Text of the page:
For cotton growers, stink bugs present a frustrating problem: Although many cotton insects and their damage vary from year to year and from field to field, stink bugs probably take the cake.
With pests like plant bugs and cotton aphids, at least North Carolina cotton producers know that treated acreage averaged over the state will usually vary from 2 percent to 10 percent. No such luck with stink bugs.
In 2004, “The Year of the Stink Bug” in North Carolina, two to three applications for this pest group would have paid off for most producers, while in 2002, 2003 and in 2007 probably 80 percent to 90 percent of our cotton fields did not need a single treatment for stink bugs. With this huge variation in possible stink bug damage, one can quickly realize the importance of scouting as opposed to a calendar approach.
Looking back, 2004 seemed like the beginning of a rough period for stink bug damage. In hindsight, 2004 was close to a perfect storm of a mild winter, no late frosts, and plentiful rainfall over most of the state that served to increase both the growth of the many wild and cultivated hosts of green and brown stink bugs as well as the attractiveness and susceptibility of cotton to stink bugs.
And although 2007 and 2008 appear to suggest a downward trend in damage, at this point in the growing season we are almost as likely to get another 2004 “bug year” as another 2007.
Generally, expect higher levels of stink bugs if our 2009 trend of wet weather continues through July. Irrespective of stink bug levels, we are now in a far better position to manage these pests than was the case in 2004, thanks to a Southeastern multi-state effort that shed significant light on how deal with these pests.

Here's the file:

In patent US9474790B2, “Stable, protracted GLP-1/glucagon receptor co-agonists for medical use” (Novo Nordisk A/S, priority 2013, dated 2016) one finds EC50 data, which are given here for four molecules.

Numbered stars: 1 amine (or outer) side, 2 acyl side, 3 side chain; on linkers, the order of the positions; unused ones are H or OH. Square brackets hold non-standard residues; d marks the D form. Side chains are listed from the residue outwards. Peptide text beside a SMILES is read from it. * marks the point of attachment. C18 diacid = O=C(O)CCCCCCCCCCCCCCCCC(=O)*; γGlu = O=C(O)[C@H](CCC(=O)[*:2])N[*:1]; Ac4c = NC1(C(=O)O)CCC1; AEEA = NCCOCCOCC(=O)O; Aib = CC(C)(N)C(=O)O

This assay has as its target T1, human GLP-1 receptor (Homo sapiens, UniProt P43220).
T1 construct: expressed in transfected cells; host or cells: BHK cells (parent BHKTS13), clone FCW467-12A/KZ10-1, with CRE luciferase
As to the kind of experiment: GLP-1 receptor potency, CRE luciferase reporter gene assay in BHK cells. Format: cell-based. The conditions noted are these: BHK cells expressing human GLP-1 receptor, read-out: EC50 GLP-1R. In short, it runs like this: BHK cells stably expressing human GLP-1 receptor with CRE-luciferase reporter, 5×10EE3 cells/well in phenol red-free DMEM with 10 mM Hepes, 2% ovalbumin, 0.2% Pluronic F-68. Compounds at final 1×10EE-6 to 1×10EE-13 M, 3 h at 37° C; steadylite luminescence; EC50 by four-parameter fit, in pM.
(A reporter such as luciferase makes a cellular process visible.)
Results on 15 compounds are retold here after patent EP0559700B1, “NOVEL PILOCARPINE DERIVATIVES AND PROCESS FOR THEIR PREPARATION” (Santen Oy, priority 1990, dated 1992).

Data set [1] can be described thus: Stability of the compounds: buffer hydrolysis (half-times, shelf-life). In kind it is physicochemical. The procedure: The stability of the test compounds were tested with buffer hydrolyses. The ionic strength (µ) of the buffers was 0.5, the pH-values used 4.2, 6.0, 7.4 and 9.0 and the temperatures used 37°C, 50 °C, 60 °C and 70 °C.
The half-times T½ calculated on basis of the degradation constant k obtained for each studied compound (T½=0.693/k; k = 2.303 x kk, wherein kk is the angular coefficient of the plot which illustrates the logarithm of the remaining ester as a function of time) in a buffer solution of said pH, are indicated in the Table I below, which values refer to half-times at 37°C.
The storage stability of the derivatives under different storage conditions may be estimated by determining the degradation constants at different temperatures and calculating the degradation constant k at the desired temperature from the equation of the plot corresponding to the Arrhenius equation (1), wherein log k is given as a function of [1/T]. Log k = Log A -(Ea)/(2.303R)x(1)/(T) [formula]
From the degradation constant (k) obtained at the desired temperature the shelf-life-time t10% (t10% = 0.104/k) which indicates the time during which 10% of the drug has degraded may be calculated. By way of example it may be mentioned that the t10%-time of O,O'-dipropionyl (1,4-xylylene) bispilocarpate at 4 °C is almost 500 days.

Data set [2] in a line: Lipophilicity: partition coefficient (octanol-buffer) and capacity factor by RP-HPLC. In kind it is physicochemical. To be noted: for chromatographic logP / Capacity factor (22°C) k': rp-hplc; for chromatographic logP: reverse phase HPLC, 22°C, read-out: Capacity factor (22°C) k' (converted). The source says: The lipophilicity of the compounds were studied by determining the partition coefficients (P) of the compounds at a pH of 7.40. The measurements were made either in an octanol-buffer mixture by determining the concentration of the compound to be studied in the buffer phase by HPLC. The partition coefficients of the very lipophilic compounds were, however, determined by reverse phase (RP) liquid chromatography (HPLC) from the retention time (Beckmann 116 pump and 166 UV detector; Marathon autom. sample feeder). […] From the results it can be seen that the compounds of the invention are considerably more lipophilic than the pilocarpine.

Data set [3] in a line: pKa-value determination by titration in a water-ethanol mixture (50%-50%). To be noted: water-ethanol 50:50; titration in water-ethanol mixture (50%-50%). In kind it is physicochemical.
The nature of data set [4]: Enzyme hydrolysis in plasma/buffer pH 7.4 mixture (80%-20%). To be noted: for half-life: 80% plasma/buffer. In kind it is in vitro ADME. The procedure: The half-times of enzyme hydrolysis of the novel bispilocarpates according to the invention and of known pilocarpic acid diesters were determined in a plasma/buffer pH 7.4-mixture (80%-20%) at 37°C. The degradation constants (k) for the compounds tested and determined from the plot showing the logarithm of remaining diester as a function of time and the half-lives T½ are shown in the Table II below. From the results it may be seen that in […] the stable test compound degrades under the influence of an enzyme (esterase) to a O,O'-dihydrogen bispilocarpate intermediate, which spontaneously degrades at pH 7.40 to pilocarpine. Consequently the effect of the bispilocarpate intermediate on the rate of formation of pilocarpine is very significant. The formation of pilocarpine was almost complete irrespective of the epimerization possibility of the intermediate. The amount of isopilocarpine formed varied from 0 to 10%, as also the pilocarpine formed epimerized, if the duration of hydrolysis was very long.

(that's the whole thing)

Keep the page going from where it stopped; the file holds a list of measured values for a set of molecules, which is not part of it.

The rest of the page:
Entomologists from Virginia, North Carolina, South Carolina and Georgia participated in the first Cotton Incorporated-sponsored regional project from 2005 to 2007 entitled: “Identifying Practical Knowledge and Solutions For Managing The Sucking-Bug Complex In Cotton: Research in the Southeast Region” Several aspects of this work have continued into 2008. Some of the practical results of this project follow.
• Plant bugs vs. stink bugs: Stink bugs are far more of an economic threat to profitable cotton production than plant bugs in the Southeast.
• Stink bug species: Although green stink bugs are more prevalent in North Carolina and Virginia, southern green stink bugs are more common in Georgia, and brown stink bugs are common to all areas. Management approaches for this complex were found to be similar.
• Maximum vulnerability to damage: The third though fifth weeks of bloom was found to be most susceptible period for economic injury from stink bugs.
• Dynamic threshold: Of the various internal boll damage symptom thresholds evaluated (seasonal static thresholds of 10 percent, 20 percent, and 30 percent and a dynamic threshold of 50 percent, 30 percent, 10 percent, 10 percent, 10 percent, 30 percent, 30 and 50 percent that changed by week of bloom), insecticide applications based on use of the dynamic threshold resulted in the highest net returns under various stink bug population levels.
• Impact on fiber quality: Poorly managed, stink bugs can reduce fiber quality, but no HVI and APHIS cotton fiber quality parameters were adversely impacted when thresholds were correctly applied.
Additionally, the following findings show potential for further refining stink bug management:
• External boll damage: Scouting assessments of external stink bug boll damage feeding symptoms show promise as a means of increasing scouting efficiency by either reducing the time in evaluating bolls, or by being employed as a rapid indicator of whether further internal boll damage assessments are indicated (a “hybrid” approach).
• Stink bug movement into cotton fields: Studies of stink bug movement into cotton field edges shows promise as both a possible early indication of stink bug establishment and as a possible perimeter spray treatment approach.
Cotton scouts should pay particular attention to weeks 3 to 5 or 6 of the bloom period, a time of maximum cotton crop susceptibility to economic boll damage from stink bugs. The dynamic threshold approach provides better economic returns than both our past 10 percent and other states’ 20 percent internal boll damage threshold under low, medium and high stink bug levels. For North Carolina cotton producers, we recommend that they follow a threshold of 50 percent, 30 percent, 10 percent, 10 percent, 10 percent, 30 percent, and 30 percent or 50 percent internally damaged bolls by week of bloom. This approach should help maximize cotton producers’ return on investment by limiting sprays to the time of greatest need.